Over the past few days I’ve become fairly well convinced we’re going to see a Hillary Clinton v. Donald Trump general election for the Presidency of the United States. Of course, I could be wrong. So much could happen. But right now, that’s what it looks like.

In perfect honesty, I’m a Bernie Sanders supporter. For a while now, the anti-poverty effort and its offshoots (such as highlighting the injustice of wage stagnation and wealth and income inequality) have been primary concerns for me, so it shouldn’t be a surprise that in the Democratic Primary, I support the candidate who has similarly dedicated himself to those concerns.

I also believe the only way to fix our corrupted politics that have degraded our democratic Republic into a plutocratic oligarchy and a second Gilded Age, is to bring about a Campaign Finance Amendment to the U.S. Constitution. This is another thing that Bernie’s on about, so I can get behind that.

But after South Carolina, Hillary Clinton has the “Big Mo.” Think of this as 2008 in reverse for her. In 2008, Barack Obama won in Iowa, lost to Hillary in New Hampshire, then won in South Carolina. In 2016, so far, Hillary has won in Iowa (barely), lost to Bernie in New Hampshire, and won in South Carolina.

On Super Tuesday, Clinton stands to win big. Her Big Mo will get even bigger. Sanders will try to hold on (like Hillary did in 2008), walking away with enough delegates to keep arguing he still has a shot (like Hillary did in 2008). Meanwhile, the pressure on him to withdraw will continue to mount (as it did on Hillary in 2008), perhaps all the way until June (which is when Hillary finally withdrew in 2008).

On the Republican side, the fight is more complicated. Suffice it to say that it portends to get nastier and perhaps drag on longer than any other Presidential primary in memory. Despite this, I fully expect Donald Trump to emerge as the Republican nominee, barring some very serious Republican establishment chicanery.

That freaks me out for many reasons and brings about in me a wide variety of emotions: Humor, shock, sadness, pity, anger, frustration, exhaustion. It does not, however, fill me with the confidence it once would have.

I truly believe that in a Sanders v. Trump, we could be pretty confident Sanders would beat Trump. What seems like an “anti-establishment” year would be decided between two “anti-establishment” candidates, one pushing a sense of generosity and community, the other pushing divisiveness, fear and hate. Easy choice.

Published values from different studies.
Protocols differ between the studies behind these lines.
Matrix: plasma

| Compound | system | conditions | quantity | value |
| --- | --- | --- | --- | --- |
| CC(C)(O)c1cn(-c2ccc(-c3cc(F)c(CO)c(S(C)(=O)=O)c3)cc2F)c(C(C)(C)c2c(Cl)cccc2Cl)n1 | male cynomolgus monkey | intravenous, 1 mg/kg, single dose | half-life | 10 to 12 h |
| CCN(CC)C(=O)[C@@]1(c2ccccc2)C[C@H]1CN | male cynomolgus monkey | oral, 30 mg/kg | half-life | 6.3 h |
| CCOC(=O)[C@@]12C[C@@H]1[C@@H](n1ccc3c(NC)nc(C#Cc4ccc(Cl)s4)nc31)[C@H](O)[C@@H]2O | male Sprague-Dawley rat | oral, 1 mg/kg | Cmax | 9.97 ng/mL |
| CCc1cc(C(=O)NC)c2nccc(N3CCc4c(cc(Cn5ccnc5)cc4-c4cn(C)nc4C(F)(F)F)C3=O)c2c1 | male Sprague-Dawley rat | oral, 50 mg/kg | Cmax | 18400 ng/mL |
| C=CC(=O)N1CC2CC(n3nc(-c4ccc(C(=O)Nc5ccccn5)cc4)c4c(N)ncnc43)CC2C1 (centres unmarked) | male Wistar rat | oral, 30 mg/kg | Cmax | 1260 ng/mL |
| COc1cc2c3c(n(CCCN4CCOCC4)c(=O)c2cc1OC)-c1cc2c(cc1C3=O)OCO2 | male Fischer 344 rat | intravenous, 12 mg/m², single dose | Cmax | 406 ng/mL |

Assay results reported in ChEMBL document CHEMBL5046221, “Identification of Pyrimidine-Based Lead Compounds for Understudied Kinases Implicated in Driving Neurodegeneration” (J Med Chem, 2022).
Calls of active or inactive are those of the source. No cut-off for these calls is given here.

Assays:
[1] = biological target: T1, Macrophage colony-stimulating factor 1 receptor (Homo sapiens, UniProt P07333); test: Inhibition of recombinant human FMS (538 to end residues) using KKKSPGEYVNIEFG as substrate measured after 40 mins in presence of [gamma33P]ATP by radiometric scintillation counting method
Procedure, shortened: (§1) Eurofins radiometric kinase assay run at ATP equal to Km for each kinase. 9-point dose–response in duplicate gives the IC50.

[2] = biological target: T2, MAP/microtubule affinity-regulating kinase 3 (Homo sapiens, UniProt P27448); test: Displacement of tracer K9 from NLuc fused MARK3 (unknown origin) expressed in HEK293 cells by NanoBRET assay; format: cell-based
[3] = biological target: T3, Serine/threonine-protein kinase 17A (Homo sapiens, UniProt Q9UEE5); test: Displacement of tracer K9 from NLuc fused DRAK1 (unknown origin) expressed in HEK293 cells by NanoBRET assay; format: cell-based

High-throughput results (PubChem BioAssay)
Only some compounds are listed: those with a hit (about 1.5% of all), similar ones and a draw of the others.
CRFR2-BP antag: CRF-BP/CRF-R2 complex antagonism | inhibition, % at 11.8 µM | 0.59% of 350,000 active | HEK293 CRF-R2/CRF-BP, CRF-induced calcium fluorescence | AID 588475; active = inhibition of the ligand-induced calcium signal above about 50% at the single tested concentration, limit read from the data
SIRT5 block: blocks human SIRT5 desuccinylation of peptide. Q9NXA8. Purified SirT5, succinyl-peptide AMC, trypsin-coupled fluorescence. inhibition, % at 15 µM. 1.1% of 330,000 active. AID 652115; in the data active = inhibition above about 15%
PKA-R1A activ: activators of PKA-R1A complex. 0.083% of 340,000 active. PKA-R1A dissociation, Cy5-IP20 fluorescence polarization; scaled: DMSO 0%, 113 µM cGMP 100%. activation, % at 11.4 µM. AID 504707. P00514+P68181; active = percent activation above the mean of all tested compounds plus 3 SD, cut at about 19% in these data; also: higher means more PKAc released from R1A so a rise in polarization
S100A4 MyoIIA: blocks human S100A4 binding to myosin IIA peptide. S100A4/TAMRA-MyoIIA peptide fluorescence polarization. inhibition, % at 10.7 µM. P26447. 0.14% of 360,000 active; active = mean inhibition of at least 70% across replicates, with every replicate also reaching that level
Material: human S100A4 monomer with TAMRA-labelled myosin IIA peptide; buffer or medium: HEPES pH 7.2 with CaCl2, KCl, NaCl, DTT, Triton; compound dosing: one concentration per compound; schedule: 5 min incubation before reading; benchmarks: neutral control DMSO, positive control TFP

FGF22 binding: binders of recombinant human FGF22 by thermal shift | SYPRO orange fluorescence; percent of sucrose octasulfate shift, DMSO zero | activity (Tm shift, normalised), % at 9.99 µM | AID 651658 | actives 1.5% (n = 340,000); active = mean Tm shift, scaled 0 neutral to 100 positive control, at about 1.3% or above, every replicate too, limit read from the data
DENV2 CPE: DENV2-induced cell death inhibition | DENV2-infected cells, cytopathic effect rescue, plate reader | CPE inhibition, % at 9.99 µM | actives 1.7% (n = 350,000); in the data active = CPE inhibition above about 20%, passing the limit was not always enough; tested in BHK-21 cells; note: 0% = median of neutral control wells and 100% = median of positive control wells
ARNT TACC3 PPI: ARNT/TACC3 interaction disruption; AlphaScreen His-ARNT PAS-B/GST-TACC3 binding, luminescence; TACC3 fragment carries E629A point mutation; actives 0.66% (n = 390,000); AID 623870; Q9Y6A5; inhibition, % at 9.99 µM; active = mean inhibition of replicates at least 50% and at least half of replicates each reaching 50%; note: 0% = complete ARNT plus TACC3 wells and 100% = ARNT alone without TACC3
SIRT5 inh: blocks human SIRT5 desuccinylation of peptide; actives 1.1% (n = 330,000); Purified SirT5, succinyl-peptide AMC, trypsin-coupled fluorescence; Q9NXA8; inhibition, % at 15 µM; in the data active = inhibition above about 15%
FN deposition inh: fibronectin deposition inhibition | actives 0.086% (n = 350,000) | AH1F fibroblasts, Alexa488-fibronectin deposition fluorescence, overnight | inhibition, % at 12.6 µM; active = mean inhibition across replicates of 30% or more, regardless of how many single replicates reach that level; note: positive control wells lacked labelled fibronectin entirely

Back in summer 2015, I called U.S. Sen. Marco Rubio as the person the Republican establishment should line up behind. This was for the simple reason that as a young, energetic politician without much of a record and a chameleon-like knack of taking on new personalities at will, he would present the biggest challenge to Democrats.

I still believe he would, but I think the Republican establishment waited too long to confront the fact that Trump was emerging as a very real political force. I think they took too long to coalesce around their alternative. I think hangers-on like Ohio Gov. John Kasich are now not doing them any favors.

I think they’ll have a nearly impossible time convincing their primary voters to go with a “reasonable choice” a la John McCain’08 and Willard Mitt Romney’12 for a third time. I think Donald J. Trump is the Republican nominee for President.

And that brings me back around to what I think we’ll face in November: Hillary Clinton v. Donald Trump. And as I said, as abhorrent a human being as Donald Trump is, I’m not filled with confidence.

Here’s why: A Clinton v. Trump contest is one between the two candidates with the highest unfavorable ratings of everybody running. Trump has unprecedented negatives at 60 percent. Hillary has very high negatives, but not unprecedented, at 53 percent.

I just can’t figure out how to balance it all out: Does Trump’s “anti-establishment” support in an “anti-establishment” year outweigh Hillary’s obviously superior credentials?

In Hillary Clinton we have a person who is by far, by resumé, the most qualified person to become our next President. She has also been subject to nearly 25 years of brutal Republican attacks, many of which have been totally disgusting and totally unfair.

On the other hand, some of the left’s criticism of Clinton is totally fair. Her hawkish neoliberal foreign policy agenda is a legitimate concern. Her coziness to Wall Street is a legitimate concern.

Some of us are really, deeply offended by the way our banking class has been grifting, degrading and destroying the American middle class since the Reagan era, and the Clintons often make me feel as though they’re just patting us on the head and patronizing us during primary season with no intention of manifesting real accountability.